Implant simulator

1 min read

A realistic computer program will soon be used to help dental students worldwide learn dental implant procedures.

A realistic computer program will soon be used to help dental students learn dental implant procedures.

The Virtual Dental Implant Training Simulation Program is designed to help students in diagnostics, decision making and treatment protocols. It was designed by Medical College of Georgia (MCG) School of Dentistry faculty and students and BreakAway, a developer of game-based technology for training, experimentation and decision-making analysis.

Dental implants are tiny screws surgically placed in the jaw to act as artificial roots for prosthetic teeth. About 25 per cent of adults aged 60 and older no longer have any natural teeth, according to the Centers for Disease Control and Prevention, and the need for this procedure could increase with the country's aging population.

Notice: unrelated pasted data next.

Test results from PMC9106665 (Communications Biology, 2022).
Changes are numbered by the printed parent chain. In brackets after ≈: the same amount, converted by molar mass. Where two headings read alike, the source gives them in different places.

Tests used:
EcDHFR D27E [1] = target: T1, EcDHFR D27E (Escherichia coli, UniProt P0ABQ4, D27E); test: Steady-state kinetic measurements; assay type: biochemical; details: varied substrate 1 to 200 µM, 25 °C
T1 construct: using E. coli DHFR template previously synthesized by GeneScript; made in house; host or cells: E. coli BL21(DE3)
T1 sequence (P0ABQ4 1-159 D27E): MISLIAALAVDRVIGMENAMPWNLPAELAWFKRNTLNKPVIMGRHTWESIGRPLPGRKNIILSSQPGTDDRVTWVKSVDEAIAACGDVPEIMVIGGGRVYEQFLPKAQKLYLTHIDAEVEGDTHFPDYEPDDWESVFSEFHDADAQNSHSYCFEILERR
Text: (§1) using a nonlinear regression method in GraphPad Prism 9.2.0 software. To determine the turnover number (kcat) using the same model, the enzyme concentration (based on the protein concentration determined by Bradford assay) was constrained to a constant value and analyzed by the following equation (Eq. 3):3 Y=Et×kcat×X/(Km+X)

The implant simulation program uses multiple patients and clinical scenarios that can be randomly selected, letting students interact with virtual patients by asking about their medical history, examining them and arriving at a diagnosis.

Like humans, the virtual patients have different personalities, and students must tailor treatment based on the mental, physical and emotional needs of the individual.

If the virtual patient is a candidate for implant therapy, the simulation then ventures into a virtual clinical treatment area, where students decide the type, location and orientation of the implants, type and location of anesthesia and tools for surgery.

Dr Roman Cibirka, MCG vice-president for instruction and enrolment management and the program's project director, said: 'It is realistic. If the student doesn't place anesthesia in the right spot, the patient screams.'

The program was funded as part of a $6.2m (£3.8m) contract between MCG and Nobel Biocare, a manufacturer of implants and equipment.

The program is now being evaluated by more than 20 dental schools in the Nobel Biocare University Partnership Programme. This summer it will be launched at 25 universities worldwide, potentially reaching 15,000 dental students, Cibirka said.